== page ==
In a Monday release, the agency announced that it was targeting a two-hour test window on Thursday, March 18 at 3 p.m. ET at NASA’s Stennis Space Center near Bay St. Louis, Mississippi.
Engineers will power up the core stage systems, load more than 700,000 gallons of cryogenic propellant into the tanks, and fire the SLS rocket’s four RS-25 engines at the same time to simulate the launch and generate 1.6 million pounds of thrust.
The 212-foot tall core stage — installed in the renovated B-2 Test Stand — gives the SLS rocket the tallest rocket stage the agency has ever built. It is made up of engines, a liquid hydrogen tank, a liquid oxygen tank and electronics, avionics and computers.
The term “green” refers to the new hardware used to power the stage and “run” refers to all components functioning together simultaneously for the first time.
The hot-fire test is the eighth and final test of the Green Run series that will ensure the core stage is ready to launch NASA’s Artemis missions to the moon.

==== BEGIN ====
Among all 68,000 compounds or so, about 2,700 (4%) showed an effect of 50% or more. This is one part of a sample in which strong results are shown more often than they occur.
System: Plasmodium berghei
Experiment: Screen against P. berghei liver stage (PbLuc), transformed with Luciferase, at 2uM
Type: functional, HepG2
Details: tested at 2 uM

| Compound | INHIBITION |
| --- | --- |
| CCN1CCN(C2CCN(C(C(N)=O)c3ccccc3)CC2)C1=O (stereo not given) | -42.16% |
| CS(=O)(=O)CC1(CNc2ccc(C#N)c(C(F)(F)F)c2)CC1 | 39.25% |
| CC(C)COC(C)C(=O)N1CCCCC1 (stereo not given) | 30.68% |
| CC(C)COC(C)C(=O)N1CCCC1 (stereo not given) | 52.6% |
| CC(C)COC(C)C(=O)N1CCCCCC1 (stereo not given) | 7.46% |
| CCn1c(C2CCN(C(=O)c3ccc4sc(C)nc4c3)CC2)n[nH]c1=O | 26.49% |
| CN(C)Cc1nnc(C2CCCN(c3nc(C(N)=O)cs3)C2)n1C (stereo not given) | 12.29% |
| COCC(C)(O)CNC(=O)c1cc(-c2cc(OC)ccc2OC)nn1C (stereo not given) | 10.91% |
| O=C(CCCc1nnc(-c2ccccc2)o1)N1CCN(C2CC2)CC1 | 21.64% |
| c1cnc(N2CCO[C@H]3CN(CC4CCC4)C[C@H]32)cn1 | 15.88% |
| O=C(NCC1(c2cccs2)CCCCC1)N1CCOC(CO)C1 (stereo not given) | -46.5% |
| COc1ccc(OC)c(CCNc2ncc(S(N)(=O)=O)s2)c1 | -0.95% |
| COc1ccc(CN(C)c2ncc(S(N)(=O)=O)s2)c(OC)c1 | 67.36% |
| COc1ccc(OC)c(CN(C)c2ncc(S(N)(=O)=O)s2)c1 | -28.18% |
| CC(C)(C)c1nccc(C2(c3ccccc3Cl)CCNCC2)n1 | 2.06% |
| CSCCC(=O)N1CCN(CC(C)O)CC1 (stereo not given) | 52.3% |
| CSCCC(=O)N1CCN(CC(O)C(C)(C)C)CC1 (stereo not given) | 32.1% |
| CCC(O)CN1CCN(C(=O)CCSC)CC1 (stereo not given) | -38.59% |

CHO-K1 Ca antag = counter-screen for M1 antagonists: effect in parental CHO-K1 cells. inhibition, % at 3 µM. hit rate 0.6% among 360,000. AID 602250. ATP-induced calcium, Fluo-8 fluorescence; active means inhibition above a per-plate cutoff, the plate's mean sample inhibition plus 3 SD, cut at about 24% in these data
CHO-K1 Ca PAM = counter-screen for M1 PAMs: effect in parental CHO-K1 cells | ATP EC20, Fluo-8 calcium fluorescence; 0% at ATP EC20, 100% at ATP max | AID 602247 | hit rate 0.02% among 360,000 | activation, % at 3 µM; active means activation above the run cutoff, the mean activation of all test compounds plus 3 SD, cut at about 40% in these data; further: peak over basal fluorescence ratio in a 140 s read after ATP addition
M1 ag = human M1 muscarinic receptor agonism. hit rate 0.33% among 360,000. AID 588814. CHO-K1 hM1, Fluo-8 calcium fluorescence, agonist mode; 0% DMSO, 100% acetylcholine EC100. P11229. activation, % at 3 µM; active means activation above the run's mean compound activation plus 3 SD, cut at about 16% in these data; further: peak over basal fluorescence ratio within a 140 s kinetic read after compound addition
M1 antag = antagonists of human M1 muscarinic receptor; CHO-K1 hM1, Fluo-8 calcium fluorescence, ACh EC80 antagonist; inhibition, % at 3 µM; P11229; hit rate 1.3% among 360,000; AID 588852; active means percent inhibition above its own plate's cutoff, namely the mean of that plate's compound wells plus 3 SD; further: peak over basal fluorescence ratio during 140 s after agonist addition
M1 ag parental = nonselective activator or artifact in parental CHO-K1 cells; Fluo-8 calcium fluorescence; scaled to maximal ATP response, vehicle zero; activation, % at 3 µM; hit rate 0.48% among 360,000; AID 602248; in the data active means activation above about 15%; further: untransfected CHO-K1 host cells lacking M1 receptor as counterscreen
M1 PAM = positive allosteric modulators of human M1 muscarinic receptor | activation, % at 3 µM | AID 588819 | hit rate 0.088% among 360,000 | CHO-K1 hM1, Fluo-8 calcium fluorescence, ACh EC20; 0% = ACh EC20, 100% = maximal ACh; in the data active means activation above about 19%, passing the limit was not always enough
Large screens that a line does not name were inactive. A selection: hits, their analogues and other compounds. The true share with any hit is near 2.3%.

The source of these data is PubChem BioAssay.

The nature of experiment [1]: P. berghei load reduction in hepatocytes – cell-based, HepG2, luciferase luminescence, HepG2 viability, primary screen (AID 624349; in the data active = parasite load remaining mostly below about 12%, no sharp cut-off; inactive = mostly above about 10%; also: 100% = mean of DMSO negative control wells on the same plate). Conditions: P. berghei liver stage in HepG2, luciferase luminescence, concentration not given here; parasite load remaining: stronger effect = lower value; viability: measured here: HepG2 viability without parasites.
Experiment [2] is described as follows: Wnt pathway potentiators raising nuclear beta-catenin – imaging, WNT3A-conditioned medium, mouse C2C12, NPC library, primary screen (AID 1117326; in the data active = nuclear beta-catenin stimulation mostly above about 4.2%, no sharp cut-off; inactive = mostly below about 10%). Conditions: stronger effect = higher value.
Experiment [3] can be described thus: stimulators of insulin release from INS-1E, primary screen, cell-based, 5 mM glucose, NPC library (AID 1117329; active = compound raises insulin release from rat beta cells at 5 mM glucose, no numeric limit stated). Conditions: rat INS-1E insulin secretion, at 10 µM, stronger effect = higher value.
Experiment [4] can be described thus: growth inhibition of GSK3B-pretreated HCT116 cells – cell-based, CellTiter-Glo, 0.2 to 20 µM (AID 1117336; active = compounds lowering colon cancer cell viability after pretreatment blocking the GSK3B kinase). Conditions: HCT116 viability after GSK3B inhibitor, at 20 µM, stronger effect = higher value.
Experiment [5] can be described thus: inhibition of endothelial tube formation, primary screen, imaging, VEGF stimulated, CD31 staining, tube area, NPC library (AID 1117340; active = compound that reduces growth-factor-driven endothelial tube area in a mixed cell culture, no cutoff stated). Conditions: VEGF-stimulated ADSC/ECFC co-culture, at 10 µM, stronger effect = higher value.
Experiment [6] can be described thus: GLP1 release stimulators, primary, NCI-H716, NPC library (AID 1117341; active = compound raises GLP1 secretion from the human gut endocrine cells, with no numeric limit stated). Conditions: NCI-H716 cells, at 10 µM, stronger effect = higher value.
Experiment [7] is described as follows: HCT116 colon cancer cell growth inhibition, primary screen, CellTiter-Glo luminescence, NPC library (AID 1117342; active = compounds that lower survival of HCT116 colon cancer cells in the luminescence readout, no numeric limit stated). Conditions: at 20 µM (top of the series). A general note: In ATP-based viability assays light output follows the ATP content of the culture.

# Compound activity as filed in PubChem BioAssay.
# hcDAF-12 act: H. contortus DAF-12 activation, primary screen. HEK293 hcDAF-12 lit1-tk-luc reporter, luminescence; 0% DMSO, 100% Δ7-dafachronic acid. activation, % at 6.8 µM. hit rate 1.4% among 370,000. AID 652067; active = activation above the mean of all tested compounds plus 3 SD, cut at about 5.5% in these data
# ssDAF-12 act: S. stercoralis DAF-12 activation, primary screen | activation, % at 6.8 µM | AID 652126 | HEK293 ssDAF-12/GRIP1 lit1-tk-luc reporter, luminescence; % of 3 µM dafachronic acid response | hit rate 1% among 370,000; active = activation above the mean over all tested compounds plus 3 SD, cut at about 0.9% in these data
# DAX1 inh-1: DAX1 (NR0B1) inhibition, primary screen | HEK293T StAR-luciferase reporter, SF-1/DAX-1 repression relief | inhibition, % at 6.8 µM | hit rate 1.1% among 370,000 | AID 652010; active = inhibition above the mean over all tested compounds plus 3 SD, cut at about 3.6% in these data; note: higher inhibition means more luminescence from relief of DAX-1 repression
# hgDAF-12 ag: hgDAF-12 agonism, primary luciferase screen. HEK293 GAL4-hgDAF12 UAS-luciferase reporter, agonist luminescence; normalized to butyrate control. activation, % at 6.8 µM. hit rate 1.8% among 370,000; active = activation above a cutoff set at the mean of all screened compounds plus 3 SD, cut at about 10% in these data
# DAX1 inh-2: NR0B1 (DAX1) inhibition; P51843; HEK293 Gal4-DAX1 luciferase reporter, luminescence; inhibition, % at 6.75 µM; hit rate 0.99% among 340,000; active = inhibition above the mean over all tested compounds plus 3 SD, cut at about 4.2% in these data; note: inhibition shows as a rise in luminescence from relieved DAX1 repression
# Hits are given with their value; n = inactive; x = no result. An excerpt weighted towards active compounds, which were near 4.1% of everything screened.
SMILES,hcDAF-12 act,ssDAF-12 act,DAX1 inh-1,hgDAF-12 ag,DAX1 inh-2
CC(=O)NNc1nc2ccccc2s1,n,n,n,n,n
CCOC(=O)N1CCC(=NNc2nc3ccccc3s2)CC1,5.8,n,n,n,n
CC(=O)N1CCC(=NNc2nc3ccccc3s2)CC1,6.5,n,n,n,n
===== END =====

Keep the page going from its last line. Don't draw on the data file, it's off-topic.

“The SLS core stage is an engineering feat that includes not only the largest rocket propellant tanks ever built but also sophisticated avionics and main propulsion systems,” Lisa Bates, SLS deputy stages manager, said in a July 2019 release. “While the rocket is designed to evolve over time for different mission objectives, the core stage design will remain basically the same. The Green Run acceptance test gives NASA the confidence needed to know the new core stage will perform again and again as it is intended.”
“Green Run is a historic moment for NASA and Stennis for a number of reasons,” said Stennis Space Center Director Richard Gilbrech in the same release. “For the first time in NASA’s history, a launch vehicle will use flight hardware for its first test, and the Stennis test stands will once again test the core stage for Moon missions.”
The John C. Stennis Space Center is the country’s largest rocket engine test complex.
Once validation of the stage is complete, the stage will be refurbished as needed and shipped to NASA’s Kennedy Space Center in Florida for the Artemis 1 launch.
NASA plans to begin live coverage of Thursday’s hot-fire test on NASA Television, the NASA app, social media and the agency’s website and a briefing on the test is also scheduled for approximately two hours later.
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